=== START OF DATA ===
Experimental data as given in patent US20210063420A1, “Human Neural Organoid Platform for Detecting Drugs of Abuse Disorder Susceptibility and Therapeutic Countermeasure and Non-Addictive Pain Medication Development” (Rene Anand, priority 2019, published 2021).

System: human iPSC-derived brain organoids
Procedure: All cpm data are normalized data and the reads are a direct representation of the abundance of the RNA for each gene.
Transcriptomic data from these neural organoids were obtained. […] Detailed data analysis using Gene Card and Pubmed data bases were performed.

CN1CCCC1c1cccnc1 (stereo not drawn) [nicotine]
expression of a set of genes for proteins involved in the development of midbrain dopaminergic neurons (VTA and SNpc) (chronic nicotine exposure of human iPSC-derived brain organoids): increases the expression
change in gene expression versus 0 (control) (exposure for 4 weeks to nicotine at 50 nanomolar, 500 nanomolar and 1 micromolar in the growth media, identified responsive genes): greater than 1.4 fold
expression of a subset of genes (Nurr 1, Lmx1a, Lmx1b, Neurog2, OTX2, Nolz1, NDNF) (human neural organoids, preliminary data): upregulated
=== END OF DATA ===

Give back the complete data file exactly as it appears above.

Experimental data as given in patent US20210063420A1, “Human Neural Organoid Platform for Detecting Drugs of Abuse Disorder Susceptibility and Therapeutic Countermeasure and Non-Addictive Pain Medication Development” (Rene Anand, priority 2019, published 2021).

System: human iPSC-derived brain organoids
Procedure: All cpm data are normalized data and the reads are a direct representation of the abundance of the RNA for each gene.
Transcriptomic data from these neural organoids were obtained. […] Detailed data analysis using Gene Card and Pubmed data bases were performed.

CN1CCCC1c1cccnc1 (stereo not drawn) [nicotine]
expression of a set of genes for proteins involved in the development of midbrain dopaminergic neurons (VTA and SNpc) (chronic nicotine exposure of human iPSC-derived brain organoids): increases the expression
change in gene expression versus 0 (control) (exposure for 4 weeks to nicotine at 50 nanomolar, 500 nanomolar and 1 micromolar in the growth media, identified responsive genes): greater than 1.4 fold
expression of a subset of genes (Nurr 1, Lmx1a, Lmx1b, Neurog2, OTX2, Nolz1, NDNF) (human neural organoids, preliminary data): upregulated